On the energy storage scene
We talk to installers and Renew’s own energy policy team to find out what’s happening in the world of energy storage. Where are prices heading, what subsidies are available and are there trends of note?
It can be difficult comparing prices for energy storage systems, given different sizes and the need to take into account usable storage and the lifespan of the battery before it needs to be replaced. But if you just look at the price of some of the common batteries, we’re not seeing much change at the moment.
In fact, some prices have even gone up. According to the excellent battery comparison table from Solar Quotes (www.solarquotes.com.au/battery-storage/comparison-table), two years ago, in 2017, the Tesla Powerwall 2, with 13.2 kWh of usable storage, cost $8800, excluding installation. Today, a similar system with 13.5 kWh usable, costs $11,700. However, there was a big drop in price for the Powerwall earlier, when it went from the Powerwall to the Powerwall 2 in 2016: the capacity doubled and the price stayed about the same.
It’s a similar story for most of the other leading manufacturers. The Enphase AC system (1.2 kWh usable) has stayed constant since 2017 at $2000 fully installed. The LG Chem Resu 10 (8.8 kWh usable) has gone down slightly to $7655 from $8800. The Sonnen battery has reduced a lot in price, but it’s still at the higher end at 13.5 kWh usable for $16,500 today ($30,000 in 2017 for 16 kWh). The cheapest commonly available battery is the BYD B-Box at 13.8 kWh for $9600, down from $8400 (fully installed) for just 3 kWh (the BYD Mini ES) in 2017. For all of these except Enphase and Sonnen, you also need to add the cost of an inverter to that, and in most cases, installation as well, which will add at least $1000 to the price.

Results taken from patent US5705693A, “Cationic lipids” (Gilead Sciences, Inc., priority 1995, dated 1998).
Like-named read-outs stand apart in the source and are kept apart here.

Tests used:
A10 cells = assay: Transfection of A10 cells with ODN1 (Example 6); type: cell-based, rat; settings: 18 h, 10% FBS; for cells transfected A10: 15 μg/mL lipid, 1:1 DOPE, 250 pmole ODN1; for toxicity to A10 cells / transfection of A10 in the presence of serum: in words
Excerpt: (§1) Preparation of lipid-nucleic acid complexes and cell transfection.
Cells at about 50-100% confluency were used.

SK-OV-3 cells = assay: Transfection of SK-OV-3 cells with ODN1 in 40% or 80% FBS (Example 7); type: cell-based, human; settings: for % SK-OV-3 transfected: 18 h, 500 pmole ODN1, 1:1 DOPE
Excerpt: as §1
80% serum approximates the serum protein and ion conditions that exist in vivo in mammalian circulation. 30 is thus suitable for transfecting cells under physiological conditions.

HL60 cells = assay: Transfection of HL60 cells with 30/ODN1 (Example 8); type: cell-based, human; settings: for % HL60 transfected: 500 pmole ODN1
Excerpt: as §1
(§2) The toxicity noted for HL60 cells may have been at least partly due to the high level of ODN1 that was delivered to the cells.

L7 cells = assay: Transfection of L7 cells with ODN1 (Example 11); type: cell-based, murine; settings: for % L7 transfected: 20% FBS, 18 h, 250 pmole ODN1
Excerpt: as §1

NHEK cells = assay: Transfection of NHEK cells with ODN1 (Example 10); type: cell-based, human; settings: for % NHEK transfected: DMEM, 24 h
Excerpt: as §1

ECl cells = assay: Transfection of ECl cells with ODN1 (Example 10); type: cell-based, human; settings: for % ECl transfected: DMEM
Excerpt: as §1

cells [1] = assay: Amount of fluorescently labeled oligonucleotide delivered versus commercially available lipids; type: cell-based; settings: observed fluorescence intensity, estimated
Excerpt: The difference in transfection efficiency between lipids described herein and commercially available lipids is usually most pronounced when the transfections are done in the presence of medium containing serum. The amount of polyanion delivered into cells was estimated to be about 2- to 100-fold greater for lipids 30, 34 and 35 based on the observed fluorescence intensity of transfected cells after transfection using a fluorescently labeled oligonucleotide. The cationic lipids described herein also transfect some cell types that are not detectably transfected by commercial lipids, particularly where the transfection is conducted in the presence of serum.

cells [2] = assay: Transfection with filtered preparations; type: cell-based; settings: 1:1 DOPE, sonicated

New entrants are appearing on the market, including Q.Home which has a system that combines solar and battery to reduce the number of companies you need to deal with (pricing not yet available). The Zenaji Aeon has slipped in on 18 November 2019 with a small battery system using the relatively uncommon lithium titanate technology, which comes with a 20-year replacement warranty, against the more typical five to 10 year warranty. The upfront cost is high ($3000 for 1.93 kWh), but if the warranty holds, it could have advantages for those in for the long haul. We’ll report more on where technology is heading in our guide in mid-2020.